The Anglo-Saxon Kingdoms
Hige sceal þe heardra, heorte þe cenre, mod sceal þe mare, þe ure mægen lytlaþ.
“Purpose shall be the firmer, heart the keener, courage shall be the more, as our might lessens." --From the "Battle of Maldon"
Under mounting pressure along its northern border with the Goths, a Germanic culture from central Europe, the Roman Empire was forced to withdraw from Britain, leaving the Celtic tribes to fend for themselves against not only the threats of Irish and Scottish raiding parties, but also each other. British chieftains vied for power and asserted their own claims to supremacy. Additionally, bands of seasoned warriors from several Germanic tribes, namely, the Angles, Saxons, and Jutes, whose homelands included present-day Belgium, the Netherlands, and North-Western Germany, had for centruries been pirating along the coast of England. As these Pagan soldiers sent word back to mainland Europe of the available natural resources, what began as a small-scale involvement soon grew into a full-scale invasion and migration, by popular interpretation dramatically altering both the language and culture of Britain—of “Angleland”—to a degree the Romans never accomplished.
The “Anglo-Saxons,” as they would soon be called, were part of a northern European culture that included the Danes and the Norse of Scandinavia. That polytheistic religion worships primarily Odin “All-Father,” whom the Saxons called “Woden” and celebrated on Wodnesdæg; his son Thor, or “Thunor,” celebrated on Þunresdæg (pronounced “Thoon-res-day”), and Freya or Frigg, a mother-goddess celebrated on Frigedæg (pronounced “Frey-es-day”). (If you’re curious, after Sun-Day and Moon-Day, Tuesday is named after the god “Tiw.” Somehow the Romans slipped in “Saturn’s Day.”) Odin is the god of death and poetry, which seems like a curious combination. However, their stories tell how Odin sacrificed himself for his people, hanging on the sacred ash tree for nine days and with his death and rebirth gaining the secret of the runic alphabet, with which the scop (pronounced “shope,” our word “shop” and “shape”), the shaper of words, could alter the fates of men and women. Because the Anglo-Saxons didn’t believe in a universal afterlife, only those who lived and died well—especially in battle—would be remembered in the songs and thus achieve immortality. Words had power, and naming was significant, so a person’s good name was literally his or her primary concern. The Christianizing of the English started in 597, a gradual process from the Celts to the north and East and helped in no small part by the promise of stronger trade relationships with merchants in mainland Europe.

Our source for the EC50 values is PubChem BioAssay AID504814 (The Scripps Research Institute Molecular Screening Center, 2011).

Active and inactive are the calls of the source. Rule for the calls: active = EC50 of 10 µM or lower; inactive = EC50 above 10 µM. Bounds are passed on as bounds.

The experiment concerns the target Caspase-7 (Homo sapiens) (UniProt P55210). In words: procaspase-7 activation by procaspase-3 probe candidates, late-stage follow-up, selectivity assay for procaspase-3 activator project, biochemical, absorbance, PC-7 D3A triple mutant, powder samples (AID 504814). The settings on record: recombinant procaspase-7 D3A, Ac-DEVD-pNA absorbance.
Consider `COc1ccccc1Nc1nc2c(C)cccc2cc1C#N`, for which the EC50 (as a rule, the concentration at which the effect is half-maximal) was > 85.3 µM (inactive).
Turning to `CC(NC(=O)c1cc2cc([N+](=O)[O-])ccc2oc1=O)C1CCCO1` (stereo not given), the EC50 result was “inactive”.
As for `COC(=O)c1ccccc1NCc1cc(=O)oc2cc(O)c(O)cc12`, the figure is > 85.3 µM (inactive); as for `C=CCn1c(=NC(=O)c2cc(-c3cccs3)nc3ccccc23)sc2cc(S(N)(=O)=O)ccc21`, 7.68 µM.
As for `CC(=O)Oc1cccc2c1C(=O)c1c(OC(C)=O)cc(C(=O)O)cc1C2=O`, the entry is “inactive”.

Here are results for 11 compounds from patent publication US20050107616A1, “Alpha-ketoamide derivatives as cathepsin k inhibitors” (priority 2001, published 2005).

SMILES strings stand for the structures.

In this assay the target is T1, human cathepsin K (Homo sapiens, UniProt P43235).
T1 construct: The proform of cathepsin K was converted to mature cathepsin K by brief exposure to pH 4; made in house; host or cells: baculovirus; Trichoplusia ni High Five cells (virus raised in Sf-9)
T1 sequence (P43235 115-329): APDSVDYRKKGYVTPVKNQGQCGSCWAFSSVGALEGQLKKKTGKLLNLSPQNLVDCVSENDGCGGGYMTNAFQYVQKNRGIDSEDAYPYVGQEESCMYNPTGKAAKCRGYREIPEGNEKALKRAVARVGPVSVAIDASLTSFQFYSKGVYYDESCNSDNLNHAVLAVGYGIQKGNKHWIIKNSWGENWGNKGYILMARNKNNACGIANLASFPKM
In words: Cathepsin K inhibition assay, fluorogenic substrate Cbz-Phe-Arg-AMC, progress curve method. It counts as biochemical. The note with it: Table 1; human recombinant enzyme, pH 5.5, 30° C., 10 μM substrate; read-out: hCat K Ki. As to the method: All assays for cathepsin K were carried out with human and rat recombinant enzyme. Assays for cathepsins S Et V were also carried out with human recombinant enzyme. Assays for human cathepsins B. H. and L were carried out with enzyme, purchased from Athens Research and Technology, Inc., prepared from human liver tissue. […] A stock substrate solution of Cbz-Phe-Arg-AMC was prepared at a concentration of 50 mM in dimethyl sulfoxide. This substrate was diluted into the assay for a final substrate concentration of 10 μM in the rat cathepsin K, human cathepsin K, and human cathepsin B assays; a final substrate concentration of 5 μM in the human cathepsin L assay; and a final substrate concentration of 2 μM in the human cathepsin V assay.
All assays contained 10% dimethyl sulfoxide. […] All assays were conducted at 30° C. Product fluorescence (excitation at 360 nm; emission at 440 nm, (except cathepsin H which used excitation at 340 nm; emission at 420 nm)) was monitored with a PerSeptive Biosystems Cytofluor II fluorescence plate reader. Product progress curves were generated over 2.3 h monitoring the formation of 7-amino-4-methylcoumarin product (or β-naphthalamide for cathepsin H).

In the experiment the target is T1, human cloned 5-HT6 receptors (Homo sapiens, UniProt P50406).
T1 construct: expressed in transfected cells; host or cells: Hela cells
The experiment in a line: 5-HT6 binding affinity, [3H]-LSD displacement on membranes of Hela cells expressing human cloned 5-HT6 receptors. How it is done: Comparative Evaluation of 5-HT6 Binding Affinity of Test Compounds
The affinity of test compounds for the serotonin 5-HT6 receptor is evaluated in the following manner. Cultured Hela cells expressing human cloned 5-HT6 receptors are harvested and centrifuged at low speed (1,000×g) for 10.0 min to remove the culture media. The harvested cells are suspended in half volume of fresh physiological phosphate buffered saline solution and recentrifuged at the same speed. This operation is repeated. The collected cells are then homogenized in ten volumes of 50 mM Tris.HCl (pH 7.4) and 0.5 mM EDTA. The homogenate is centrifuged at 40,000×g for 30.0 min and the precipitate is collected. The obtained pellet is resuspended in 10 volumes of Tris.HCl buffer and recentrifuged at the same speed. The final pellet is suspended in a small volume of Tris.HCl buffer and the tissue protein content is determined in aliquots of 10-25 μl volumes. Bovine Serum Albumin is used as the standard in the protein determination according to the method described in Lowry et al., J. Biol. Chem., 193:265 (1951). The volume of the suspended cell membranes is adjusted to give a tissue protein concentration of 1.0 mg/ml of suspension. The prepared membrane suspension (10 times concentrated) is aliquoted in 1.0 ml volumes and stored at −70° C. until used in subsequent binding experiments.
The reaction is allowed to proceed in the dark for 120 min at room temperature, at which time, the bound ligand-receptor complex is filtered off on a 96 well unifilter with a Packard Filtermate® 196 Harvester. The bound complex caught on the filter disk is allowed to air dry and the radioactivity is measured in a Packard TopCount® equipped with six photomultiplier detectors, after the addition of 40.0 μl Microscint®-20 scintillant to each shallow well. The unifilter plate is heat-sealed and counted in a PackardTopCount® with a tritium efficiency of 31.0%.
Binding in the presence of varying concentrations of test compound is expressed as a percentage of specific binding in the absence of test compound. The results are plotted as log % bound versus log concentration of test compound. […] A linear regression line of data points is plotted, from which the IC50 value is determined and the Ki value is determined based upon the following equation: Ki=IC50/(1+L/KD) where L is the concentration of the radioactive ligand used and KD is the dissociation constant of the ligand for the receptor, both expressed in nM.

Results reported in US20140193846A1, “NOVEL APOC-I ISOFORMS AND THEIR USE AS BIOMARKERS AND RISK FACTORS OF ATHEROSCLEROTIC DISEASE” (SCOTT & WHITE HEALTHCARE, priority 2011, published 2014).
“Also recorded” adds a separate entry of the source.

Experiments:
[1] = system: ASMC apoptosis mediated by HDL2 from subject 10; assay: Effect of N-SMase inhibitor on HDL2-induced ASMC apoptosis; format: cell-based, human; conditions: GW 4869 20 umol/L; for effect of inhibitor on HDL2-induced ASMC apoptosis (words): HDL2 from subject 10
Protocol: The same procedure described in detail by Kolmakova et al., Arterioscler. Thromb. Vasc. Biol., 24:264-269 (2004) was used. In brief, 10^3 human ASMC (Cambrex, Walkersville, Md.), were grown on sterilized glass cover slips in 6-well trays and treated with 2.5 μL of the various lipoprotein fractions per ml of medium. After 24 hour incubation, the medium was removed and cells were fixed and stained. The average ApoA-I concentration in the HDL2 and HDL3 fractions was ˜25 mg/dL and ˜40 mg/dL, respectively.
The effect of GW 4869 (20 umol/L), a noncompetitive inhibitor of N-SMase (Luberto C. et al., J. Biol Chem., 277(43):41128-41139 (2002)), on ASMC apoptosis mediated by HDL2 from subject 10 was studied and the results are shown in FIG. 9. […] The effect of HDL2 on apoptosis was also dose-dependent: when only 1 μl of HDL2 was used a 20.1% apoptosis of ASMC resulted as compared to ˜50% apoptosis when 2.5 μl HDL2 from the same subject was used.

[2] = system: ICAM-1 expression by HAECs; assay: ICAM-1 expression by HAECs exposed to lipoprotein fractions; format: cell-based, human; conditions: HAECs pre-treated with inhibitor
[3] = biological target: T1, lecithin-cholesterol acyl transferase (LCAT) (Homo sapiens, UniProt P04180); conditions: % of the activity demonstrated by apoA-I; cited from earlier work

With their faith and language, the Anglo-Saxons brought Germanic law and society. The Anglo-Saxon community was focused around the Mead-Hall, presided over by an elected king. The king was chosen from among the eorls, the warrior aristocracy, by the witan, the counsel of the wise. This political system survives in the modern academic and corporate governments, where a board of trustees or school board selects a chief officer who has administrative authority as long as he or she performs well. If you were an unsuccessful king, don’t go to the latrine without some heavily-armed guards! The good king was a father-figure who attracted warriors to his table with gifts of gold, weapons, and land, effectively buying their loyalty and, in return for his investment, that king could provide protection for his people and a source of power and revenue to expand and strengthen his authority over other tribes. Courage and loyalty were paramount: it was better to die on the field of battle than return home without your lord riding beside you.
Below the eorls in social class were the thanes, the landowners and artisans, the churls, the peasant class, and the thralls, or the slave-class. Slaves were often prisoners of war who were not ransomed by their people and criminals who could not afford to pay the were-gild—the “honor-price”—to their victims’ families and instead were sentenced to slavery in lieu of payment. But even slaves had names. Worse than execution, exile was the greatest penalty, for to be outlaw, literally “outside the law,” was to have your name and status taken from you, and because you had no legal status, it was no crime for someone to kill you, which you could expect as revenge was a solemn duty!
||Inside the Mead-Hall
A reasonable source of information about the Anglo-Saxons.
Open Directory--Old English
A more comprehensive site with multiple translations of the surviving Anglo-Saxon poems as well as links to many other Anglo-Saxon pages.
"Daily Readings" of nearly every existing Anglo-Saxon poem so you can hear what they sound like when recited!
Old English Corpus
Online texts of everything extant in Old English, so if you want to look at Old English or read along to the recordings, go here!